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Italian scientists found guilty of manslaughter for failing to predict deadly L'Aquila quake

Enzo Federici, a resident of Bazzano, a suburb of L'Aquila hit hard by the quake, stands in his destroyed house on April 2, 2012 in L'Aquila.
Credit: Andreas Solaro

It's official: six Italian scientists and a government official have been sentenced to six years of jail in Italy. Their crime? Failing to predict the 2009 L'aquila quake that killed 309 in the historic central Italian city.

The BBC reports the men, all members of the National Commission for the Forecast and Prevention of Major Risks, were found guilty of manslaughter on Monday, accused of giving the public " "inexact, incomplete and contradictory" information about the earthquake threat.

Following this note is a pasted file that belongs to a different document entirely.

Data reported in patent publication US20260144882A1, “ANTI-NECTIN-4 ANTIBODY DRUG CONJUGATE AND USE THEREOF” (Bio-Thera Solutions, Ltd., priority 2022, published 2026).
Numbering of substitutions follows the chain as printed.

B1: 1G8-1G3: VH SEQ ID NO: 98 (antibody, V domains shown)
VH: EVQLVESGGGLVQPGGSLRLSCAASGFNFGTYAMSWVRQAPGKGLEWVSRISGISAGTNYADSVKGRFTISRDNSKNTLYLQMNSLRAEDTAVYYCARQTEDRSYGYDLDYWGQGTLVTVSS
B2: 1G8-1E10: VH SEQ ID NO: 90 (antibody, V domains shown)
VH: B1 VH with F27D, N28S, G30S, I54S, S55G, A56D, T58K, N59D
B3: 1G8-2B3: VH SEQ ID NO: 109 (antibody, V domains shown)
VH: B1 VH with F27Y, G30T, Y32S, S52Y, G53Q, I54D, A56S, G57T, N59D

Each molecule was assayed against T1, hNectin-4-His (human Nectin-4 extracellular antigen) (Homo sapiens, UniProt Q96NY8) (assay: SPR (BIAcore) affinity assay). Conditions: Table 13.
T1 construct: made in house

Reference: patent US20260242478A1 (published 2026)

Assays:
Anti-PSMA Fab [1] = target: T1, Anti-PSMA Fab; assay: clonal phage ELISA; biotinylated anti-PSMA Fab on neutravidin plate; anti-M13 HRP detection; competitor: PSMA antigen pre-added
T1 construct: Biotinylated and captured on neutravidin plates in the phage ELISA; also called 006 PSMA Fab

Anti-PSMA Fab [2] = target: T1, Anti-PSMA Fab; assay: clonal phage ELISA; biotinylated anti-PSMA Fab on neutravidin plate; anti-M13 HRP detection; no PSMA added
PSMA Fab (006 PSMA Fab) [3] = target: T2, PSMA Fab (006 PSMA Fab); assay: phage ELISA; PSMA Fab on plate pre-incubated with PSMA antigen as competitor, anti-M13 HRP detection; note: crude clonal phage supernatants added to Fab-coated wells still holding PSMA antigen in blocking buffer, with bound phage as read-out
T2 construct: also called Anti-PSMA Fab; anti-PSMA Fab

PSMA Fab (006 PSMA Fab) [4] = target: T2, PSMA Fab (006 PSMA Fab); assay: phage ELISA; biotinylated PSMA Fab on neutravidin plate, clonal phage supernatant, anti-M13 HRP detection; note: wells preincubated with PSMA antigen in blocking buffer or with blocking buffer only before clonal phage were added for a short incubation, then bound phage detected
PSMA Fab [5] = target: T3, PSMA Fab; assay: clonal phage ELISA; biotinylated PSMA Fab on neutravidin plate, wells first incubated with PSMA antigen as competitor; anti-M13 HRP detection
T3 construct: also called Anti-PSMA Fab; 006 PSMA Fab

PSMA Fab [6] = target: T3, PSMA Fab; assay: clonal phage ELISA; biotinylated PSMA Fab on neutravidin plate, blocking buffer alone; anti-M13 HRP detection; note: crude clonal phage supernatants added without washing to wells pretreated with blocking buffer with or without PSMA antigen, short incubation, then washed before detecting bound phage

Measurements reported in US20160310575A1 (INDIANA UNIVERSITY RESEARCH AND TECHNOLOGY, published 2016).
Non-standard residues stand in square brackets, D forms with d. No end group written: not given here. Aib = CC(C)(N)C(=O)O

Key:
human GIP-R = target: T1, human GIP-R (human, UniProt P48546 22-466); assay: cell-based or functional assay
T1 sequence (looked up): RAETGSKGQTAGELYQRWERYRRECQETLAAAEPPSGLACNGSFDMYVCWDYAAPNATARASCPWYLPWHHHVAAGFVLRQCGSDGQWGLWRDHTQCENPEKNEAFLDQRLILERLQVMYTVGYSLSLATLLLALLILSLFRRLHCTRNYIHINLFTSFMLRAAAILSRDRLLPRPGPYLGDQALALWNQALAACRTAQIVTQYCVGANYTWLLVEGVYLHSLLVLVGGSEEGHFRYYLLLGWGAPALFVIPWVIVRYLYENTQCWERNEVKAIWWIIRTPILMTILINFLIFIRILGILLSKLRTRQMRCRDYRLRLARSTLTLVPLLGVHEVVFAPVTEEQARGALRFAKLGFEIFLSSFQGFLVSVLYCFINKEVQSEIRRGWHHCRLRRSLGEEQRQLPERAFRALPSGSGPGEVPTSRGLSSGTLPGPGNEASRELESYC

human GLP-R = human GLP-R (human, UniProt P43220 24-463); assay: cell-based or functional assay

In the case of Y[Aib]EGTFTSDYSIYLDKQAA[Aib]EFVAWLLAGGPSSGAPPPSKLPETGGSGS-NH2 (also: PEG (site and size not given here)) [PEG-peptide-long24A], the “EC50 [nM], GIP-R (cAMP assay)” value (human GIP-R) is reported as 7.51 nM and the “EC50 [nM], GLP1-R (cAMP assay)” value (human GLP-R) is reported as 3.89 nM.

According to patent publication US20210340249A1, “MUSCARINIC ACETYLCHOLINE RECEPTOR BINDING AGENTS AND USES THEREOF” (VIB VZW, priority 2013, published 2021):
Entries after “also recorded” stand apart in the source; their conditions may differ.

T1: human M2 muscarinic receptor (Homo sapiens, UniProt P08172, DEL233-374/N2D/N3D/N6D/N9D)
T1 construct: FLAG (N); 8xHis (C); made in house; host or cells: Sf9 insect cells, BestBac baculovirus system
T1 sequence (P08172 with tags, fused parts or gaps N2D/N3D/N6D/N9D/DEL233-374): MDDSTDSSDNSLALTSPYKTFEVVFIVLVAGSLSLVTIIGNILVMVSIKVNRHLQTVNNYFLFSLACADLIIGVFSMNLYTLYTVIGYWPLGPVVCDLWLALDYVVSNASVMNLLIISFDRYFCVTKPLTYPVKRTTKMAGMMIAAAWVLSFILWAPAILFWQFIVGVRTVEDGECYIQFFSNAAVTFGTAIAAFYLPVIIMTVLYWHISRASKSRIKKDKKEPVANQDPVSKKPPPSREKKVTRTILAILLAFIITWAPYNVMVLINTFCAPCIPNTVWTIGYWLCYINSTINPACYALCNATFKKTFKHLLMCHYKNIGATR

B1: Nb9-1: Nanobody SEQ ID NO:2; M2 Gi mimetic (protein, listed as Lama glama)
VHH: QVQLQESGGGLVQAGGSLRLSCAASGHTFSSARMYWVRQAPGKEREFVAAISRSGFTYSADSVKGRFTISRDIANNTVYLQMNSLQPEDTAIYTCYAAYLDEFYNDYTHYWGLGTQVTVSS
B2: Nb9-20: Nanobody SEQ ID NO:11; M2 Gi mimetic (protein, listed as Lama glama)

Prosecutors claimed the scientists and the official in question gave a "falsely reassuring" statement before the earthquake occurred, apparently persuading some people to stay put instead of fleeing the area.

It's a case that has horrified the scientific world, as many feel that it sets a very disturbing precedent for other researchers who make predictions about potentially deadly events as part of their day-to-day-jobs.

Read more from GlobalPost: Italian scientists face jail time over failure to predict L'aquila earthquake

Thousands of scientists signed a petition voicing their support for the accused, which can be downloaded here.

Seismologists hasten to point out that the art of earthquake prediction is very much an inexact one, and it is patently unfair to accuse scientists of committing a crime for failing to predict such natural disasters.

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